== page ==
Even interviews should be personalized based on unique communication constraints. The crew’s updates are based on questions written by the US space agency, which then asked them to record their answers as audio files. Some recordings can be heard on NASA podcasts, such as “Houston, We Have a Podcast.”

“We have a lot of tape.”

CHAPEA crew posing for portrait

From left, Anca Selariu, Ross Brockwell, Kelly Haston and Dr. Nathan Jones are NASA CHAPEA crew members.
Credit: NASA

It is unclear whether Jones broke the rover or whether NASA intended to break it as part of the experiment. During the simulation, the crew participates in different mission activities, such as Mars exploration, habitat maintenance, crop cultivation, exercise, and robot operation. Part of the study also involves intentionally subjecting the crew to stressful conditions, such as limiting their food resources and making them work despite equipment failures.

The CHAPEA scientific team will eventually publish research articles containing findings on crew health and performance.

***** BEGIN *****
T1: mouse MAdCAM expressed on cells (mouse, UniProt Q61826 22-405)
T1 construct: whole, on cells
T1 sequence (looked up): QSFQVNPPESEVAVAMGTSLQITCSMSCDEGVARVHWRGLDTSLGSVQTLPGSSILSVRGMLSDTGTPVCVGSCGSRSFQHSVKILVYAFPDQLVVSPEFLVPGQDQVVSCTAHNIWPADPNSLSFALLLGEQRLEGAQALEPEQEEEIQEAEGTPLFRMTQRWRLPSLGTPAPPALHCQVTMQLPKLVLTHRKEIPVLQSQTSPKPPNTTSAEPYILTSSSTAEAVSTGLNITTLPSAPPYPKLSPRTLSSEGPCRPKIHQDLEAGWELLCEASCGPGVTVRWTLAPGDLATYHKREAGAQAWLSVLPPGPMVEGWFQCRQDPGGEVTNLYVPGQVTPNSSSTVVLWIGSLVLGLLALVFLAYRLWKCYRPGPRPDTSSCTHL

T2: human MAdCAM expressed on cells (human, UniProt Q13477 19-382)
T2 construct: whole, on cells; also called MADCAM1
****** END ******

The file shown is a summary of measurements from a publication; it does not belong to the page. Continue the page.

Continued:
Crushable speed of light

“We’re really looking at how crew performance and health change based on realistic Mars restrictions and crew member lifestyles,” said Raina MacLeod, CHAPEA deputy project director, in a statement. communicated before the mission. “So we try to simulate the lifestyle by creating a realistic environment and workload for the CHAPEA team.”

Marswalk simulations assisted by virtual reality

When the crew leaves their quarters, they don a spacesuit, just like astronauts would when going out into the sandbox. Many of their Marswalks incorporate virtual reality headsets. An outdoor treadmill allows them to walk longer and further than the area can afford for these activities. Sometimes they sample rocks, while other times they look for potential construction sites. From inside the habitat, they can pilot a drone and a helicopter-like robot to explore remote areas.

The habitat also includes a “window” that uses a television monitor with a video feed. The view changes depending on the time of day, revealing a Martian sunrise, the sun above us, the habitat’s shadow cast on the ground, and eventually the stars at night.